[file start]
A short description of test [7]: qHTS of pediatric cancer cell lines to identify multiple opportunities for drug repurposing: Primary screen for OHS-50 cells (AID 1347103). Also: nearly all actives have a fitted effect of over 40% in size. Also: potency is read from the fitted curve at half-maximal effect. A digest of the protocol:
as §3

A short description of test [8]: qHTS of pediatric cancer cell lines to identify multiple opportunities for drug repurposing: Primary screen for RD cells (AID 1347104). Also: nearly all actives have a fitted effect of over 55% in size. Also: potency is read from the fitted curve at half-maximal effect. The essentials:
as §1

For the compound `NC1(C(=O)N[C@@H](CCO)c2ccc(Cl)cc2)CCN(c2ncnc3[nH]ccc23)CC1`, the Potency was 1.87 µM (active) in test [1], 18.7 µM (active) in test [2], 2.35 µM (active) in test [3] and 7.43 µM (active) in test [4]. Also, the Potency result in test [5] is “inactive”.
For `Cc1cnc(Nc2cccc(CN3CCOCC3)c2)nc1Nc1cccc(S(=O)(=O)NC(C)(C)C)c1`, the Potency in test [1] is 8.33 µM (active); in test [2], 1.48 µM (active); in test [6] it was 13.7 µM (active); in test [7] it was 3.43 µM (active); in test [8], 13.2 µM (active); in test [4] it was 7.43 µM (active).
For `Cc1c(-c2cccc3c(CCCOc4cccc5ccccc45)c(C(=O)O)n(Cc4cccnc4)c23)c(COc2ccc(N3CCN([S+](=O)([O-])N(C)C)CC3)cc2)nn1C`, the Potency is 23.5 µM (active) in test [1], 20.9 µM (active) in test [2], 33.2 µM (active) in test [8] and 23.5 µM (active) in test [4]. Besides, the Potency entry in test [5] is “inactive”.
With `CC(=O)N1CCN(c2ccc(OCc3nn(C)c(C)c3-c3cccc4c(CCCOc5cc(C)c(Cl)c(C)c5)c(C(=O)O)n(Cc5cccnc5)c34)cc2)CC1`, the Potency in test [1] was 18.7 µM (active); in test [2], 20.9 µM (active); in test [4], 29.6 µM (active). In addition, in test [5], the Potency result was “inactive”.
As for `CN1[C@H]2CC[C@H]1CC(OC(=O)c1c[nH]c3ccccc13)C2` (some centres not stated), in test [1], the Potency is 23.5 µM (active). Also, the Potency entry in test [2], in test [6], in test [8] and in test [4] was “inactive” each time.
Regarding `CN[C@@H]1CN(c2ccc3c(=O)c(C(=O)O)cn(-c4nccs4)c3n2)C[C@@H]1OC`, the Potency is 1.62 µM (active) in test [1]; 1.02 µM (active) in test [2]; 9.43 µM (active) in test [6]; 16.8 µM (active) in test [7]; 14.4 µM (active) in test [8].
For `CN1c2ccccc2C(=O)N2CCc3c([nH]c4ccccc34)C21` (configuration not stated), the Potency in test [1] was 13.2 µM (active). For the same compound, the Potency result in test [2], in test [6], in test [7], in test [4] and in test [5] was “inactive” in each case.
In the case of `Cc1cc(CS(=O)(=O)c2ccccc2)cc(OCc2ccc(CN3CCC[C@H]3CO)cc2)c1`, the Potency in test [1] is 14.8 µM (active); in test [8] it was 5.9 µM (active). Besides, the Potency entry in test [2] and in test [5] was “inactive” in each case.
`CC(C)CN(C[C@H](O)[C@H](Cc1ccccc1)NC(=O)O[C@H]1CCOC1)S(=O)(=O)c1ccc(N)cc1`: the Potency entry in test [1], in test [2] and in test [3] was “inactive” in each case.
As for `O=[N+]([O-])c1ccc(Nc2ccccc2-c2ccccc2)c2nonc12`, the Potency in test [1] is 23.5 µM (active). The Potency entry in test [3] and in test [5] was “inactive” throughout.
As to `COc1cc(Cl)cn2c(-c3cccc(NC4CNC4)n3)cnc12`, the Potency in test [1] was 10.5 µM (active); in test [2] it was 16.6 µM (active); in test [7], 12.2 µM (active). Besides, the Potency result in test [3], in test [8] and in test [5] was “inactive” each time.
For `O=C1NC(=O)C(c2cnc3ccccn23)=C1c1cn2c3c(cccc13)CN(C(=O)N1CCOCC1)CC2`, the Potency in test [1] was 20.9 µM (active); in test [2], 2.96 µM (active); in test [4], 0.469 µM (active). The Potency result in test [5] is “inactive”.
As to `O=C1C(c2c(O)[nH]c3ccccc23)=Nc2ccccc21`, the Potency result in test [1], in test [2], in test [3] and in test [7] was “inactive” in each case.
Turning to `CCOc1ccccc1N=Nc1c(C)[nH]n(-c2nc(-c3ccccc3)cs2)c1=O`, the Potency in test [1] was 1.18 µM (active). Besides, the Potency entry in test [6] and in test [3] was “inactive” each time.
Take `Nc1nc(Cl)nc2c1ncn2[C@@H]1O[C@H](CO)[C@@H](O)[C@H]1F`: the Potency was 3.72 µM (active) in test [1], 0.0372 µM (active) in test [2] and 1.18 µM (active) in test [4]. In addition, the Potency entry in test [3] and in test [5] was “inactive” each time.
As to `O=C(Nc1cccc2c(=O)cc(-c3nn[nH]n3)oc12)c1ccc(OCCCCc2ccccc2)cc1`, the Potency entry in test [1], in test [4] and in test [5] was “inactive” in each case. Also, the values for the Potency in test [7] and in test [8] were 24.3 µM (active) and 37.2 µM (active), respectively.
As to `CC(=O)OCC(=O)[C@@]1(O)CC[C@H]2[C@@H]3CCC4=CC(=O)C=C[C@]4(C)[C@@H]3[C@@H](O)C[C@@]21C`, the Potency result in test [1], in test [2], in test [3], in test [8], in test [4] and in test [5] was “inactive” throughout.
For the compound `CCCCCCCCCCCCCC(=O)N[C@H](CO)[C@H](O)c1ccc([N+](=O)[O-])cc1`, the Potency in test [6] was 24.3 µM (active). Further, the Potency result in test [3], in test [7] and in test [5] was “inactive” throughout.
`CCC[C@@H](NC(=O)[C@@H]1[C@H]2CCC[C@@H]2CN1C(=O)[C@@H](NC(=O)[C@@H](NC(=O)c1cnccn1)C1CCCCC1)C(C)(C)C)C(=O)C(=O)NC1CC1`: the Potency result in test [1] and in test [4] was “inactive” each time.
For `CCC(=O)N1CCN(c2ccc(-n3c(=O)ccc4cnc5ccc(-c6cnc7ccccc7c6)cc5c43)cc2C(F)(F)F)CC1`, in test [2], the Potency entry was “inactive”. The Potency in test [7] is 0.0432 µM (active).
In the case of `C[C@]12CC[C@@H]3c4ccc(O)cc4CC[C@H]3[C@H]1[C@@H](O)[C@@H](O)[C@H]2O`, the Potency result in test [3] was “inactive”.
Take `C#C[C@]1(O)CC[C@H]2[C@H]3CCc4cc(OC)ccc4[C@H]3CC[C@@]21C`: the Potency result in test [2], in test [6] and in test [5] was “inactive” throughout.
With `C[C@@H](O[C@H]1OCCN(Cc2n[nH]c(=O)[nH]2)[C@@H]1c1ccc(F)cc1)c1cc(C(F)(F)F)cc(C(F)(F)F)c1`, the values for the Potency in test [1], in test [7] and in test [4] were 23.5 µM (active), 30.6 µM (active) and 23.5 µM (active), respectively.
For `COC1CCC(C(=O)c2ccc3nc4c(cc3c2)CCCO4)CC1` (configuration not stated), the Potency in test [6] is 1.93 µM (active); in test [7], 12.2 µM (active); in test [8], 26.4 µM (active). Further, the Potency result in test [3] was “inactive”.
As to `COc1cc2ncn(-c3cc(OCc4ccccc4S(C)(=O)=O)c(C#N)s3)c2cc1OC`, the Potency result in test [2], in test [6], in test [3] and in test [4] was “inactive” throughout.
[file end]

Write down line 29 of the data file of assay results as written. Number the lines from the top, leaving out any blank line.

As to `COc1cc2ncn(-c3cc(OCc4ccccc4S(C)(=O)=O)c(C#N)s3)c2cc1OC`, the Potency result in test [2], in test [6], in test [3] and in test [4] was “inactive” throughout.